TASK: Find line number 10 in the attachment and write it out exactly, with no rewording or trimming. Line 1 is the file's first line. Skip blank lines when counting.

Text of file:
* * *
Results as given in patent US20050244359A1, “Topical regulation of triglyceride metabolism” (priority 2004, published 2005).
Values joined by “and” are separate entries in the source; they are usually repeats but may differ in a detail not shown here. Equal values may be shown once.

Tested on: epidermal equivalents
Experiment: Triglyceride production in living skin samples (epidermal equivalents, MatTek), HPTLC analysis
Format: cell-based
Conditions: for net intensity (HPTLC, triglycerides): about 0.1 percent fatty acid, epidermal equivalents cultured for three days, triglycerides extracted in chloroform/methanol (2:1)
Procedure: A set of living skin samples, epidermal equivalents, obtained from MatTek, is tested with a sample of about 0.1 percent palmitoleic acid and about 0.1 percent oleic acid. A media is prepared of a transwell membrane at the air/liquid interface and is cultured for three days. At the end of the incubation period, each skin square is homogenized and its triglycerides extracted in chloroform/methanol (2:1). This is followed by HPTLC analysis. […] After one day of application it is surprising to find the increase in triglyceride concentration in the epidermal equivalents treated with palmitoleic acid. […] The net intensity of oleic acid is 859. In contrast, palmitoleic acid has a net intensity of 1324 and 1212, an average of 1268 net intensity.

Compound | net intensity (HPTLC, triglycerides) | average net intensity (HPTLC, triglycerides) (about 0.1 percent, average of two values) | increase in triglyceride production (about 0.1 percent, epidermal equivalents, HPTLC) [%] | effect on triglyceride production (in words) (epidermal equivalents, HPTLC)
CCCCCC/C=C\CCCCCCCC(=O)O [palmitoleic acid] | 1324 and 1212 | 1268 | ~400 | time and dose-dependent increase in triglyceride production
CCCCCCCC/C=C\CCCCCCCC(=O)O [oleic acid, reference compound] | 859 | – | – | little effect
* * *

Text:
CCCCCCCC/C=C\CCCCCCCC(=O)O [oleic acid, reference compound] | 859 | – | – | little effect